Thursday, January 26, 2012
Saturday, January 21, 2012
"At a time when nearly 1 in 6 Americans live in poverty, charities and the free market alone can't address the urgent needs of our most vulnerable neighbors. And while jobseekers outnumber job openings 4-to-1, suggesting that the unemployed would rather collect benefits than work is misleading and insulting."
Taken from an open letter to Newt Gingrich and Rick Santorum, written and signed by more than 40 Catholic leaders.
Wednesday, January 18, 2012
…lifts all the boats.
The expression has been part of our political vocabulary since the JFK Administration, and it makes intuitive sense: as the economy grows, everyone benefits.
The gross domestic product - the wealth our nation produces - has grown relatively steadily. The median income per family - the compensation for creating that wealth - has not kept track. If it had, median family income would look like this:
It is entirely reasonable to ask why this has happened, why the rising tide seems to have benefited some more than others - and how it can be readjusted. "Median family income" is the middle of the middle class - these charts show how far behind we're falling.
Sunday, January 15, 2012
Arthur Delaney, in the Huffington Post, reporting on Democratic efforts to push back against the GOP's attempts to require the unemployed to submit to drug testing in order to qualify for their insurance benefits:
The past year has seen an unprecedented wave of Republican bills to drug test the poor and jobless. It also saw a smaller wave of Democratic bills that said in response, "No, you pee in the cup."
One of the most recent retorts comes from Georgia, where last month Democratic state Rep. Scott Holcomb introduced a bill requiring members of the local legislature to prove they're not Legislating Under the Influence. Holcomb told HuffPost he came up with the idea because he was struck by a bill from his Republican colleagues to drug test welfare applicants.
"I was really struck by how awful it was," he said. "I wanted to bring some attention to it."
Update: one of the Republican state representatives who originally sponsored the bill that Rep. Holcomb wanted to bring attention to, has been arrested for driving under the influence:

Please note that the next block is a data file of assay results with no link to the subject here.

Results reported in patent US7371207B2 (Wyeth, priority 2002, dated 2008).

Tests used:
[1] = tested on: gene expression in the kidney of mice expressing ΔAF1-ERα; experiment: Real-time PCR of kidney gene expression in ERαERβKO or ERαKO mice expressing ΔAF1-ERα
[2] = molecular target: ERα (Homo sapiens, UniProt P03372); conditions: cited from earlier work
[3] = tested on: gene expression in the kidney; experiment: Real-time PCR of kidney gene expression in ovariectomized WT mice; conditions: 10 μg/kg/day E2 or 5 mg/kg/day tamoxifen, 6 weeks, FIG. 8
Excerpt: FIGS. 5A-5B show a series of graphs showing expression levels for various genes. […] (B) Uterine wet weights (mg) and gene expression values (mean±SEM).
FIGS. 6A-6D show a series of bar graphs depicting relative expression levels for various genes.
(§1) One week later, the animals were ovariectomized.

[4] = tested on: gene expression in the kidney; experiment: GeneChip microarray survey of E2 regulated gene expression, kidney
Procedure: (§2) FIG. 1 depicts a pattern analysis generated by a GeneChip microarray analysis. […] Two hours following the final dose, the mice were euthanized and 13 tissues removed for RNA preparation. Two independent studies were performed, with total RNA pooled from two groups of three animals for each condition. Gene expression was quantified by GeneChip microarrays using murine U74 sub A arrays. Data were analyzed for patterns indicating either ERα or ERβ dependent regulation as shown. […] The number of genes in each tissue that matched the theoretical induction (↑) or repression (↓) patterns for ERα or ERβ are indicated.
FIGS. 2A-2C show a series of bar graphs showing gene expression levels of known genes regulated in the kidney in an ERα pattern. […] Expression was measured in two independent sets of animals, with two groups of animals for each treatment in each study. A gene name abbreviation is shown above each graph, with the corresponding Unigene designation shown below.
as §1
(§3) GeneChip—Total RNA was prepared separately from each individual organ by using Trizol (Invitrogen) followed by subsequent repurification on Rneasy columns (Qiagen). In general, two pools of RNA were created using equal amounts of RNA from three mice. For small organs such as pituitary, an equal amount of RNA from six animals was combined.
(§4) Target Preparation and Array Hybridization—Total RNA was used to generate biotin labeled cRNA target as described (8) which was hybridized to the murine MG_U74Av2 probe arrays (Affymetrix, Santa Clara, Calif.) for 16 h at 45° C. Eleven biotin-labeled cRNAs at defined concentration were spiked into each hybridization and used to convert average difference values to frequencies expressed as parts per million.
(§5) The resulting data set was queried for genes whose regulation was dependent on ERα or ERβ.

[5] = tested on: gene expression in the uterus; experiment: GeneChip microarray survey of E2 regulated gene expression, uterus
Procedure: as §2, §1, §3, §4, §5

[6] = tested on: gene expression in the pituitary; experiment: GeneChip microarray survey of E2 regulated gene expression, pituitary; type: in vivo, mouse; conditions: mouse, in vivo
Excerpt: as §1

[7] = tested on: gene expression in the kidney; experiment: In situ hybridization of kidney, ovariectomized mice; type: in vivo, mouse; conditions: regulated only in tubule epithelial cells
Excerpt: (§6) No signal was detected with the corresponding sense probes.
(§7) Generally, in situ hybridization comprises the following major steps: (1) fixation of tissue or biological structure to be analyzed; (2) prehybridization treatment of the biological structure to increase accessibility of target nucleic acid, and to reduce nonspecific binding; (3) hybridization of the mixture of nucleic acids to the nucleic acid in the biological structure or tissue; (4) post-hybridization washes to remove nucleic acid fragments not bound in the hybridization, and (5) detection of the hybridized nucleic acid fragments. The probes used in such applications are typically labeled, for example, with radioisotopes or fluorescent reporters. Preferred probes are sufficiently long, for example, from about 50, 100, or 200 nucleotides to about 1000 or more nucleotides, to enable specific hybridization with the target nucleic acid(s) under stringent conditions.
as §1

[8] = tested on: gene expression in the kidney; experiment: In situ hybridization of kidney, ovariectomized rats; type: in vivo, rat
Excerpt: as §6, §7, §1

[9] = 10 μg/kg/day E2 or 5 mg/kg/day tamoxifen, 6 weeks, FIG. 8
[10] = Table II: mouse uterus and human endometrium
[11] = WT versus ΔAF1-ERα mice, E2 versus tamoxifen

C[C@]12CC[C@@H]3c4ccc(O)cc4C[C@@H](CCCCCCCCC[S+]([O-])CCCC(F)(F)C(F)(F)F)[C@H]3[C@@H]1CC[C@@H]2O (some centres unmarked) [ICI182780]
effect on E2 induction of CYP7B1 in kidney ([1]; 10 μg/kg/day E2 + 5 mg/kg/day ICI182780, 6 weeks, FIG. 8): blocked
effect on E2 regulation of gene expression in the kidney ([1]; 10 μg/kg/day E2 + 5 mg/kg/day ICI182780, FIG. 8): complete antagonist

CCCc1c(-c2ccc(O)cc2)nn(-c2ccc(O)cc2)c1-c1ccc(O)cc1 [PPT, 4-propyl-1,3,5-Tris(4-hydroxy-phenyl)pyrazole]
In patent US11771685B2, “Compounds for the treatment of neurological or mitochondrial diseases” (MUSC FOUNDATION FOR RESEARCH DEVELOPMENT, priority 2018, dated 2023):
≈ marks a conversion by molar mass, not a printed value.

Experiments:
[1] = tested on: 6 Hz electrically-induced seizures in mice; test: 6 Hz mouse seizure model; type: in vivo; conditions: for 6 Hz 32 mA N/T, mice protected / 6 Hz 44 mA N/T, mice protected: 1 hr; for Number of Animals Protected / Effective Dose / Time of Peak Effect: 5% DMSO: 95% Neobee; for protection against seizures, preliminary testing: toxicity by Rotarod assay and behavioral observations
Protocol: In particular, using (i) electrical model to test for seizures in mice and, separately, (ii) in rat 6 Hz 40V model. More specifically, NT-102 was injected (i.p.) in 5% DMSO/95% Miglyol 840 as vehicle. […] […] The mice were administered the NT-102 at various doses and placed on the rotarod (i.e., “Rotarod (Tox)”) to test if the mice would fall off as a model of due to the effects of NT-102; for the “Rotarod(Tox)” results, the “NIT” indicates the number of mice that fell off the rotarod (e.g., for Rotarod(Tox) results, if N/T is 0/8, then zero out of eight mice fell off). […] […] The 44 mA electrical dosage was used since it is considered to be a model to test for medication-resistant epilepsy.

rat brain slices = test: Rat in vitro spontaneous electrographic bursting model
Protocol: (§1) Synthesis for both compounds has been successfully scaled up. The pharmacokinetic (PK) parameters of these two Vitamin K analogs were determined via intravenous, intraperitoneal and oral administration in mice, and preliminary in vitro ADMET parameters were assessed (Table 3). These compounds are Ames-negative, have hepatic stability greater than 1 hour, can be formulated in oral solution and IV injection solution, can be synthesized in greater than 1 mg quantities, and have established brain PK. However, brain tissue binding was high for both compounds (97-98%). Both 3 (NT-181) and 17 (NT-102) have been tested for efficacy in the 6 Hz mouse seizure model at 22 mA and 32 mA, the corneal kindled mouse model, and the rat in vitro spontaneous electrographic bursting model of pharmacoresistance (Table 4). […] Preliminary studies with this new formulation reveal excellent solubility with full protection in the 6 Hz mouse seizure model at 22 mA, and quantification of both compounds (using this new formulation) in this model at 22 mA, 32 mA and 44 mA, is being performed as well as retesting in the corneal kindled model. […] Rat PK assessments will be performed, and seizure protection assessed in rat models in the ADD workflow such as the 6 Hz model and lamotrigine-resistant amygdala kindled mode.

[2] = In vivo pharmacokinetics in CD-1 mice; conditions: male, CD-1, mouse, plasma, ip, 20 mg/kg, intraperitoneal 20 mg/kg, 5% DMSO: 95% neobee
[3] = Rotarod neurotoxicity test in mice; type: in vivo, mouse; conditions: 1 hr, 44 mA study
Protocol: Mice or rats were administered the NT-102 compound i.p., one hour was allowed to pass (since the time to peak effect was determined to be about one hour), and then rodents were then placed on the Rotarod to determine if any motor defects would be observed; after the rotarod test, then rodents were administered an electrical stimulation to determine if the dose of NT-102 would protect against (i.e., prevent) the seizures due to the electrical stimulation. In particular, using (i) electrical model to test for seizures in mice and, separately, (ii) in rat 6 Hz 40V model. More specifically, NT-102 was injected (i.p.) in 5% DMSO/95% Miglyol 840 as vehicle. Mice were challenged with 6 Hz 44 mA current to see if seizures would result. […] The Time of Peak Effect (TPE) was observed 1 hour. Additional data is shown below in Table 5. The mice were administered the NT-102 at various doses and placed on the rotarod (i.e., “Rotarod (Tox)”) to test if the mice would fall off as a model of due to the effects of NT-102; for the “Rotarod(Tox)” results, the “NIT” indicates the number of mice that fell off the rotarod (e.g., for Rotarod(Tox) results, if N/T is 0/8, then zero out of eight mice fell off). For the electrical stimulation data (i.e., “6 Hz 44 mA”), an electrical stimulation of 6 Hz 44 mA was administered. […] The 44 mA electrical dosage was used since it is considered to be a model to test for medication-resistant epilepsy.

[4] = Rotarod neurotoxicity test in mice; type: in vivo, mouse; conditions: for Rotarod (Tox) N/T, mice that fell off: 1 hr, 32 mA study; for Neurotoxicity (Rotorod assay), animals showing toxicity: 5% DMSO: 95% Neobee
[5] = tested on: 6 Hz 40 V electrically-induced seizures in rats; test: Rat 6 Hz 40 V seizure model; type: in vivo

A Georgia Republican who wants all welfare recipients subject to drug tests failed one himself after he ran a red light on Friday morning. The Atlanta Journal Constitution has the story on State Rep. Kip Smith (R)
Republican state Rep. Kip Smith was arrested early Friday morning in Buckhead and charged with DUI, according to an Atlanta police report obtained by Channel 2 Action News.
Smith, a 29-year-old lawmaker from Columbus, was pulled over after leaving Hal's restaurant on Old Ivy Road and allegedly running a red light while traveling southbound on Peachtree Road, the police report said.
… "I observed the odor of an alcoholic beverage coming from Mr. Smith’s breath," Kramer said in his report. "He advised me he was a state representative and gave the name 'Kip Smith.'"
…The officer said Smith finally agreed to blow into the device. The report stated that Smith blew a .091., which is above the legal limit of .08.
…He was given two more breath tests, and Smith blew a .099 and then a .100, "well over the legal limit," the report said.
Smith was charged with three offenses - two DUI charges, and the third, failure to obey a traffic control device. He was released on bond
So, thank you, Rep. Smith, for bringing attention to your bill, and Rep. Holcomb's, in a way that not too many people would have seen coming.
The AP reports on how South Carolina is dealing with their state's unemployed workers: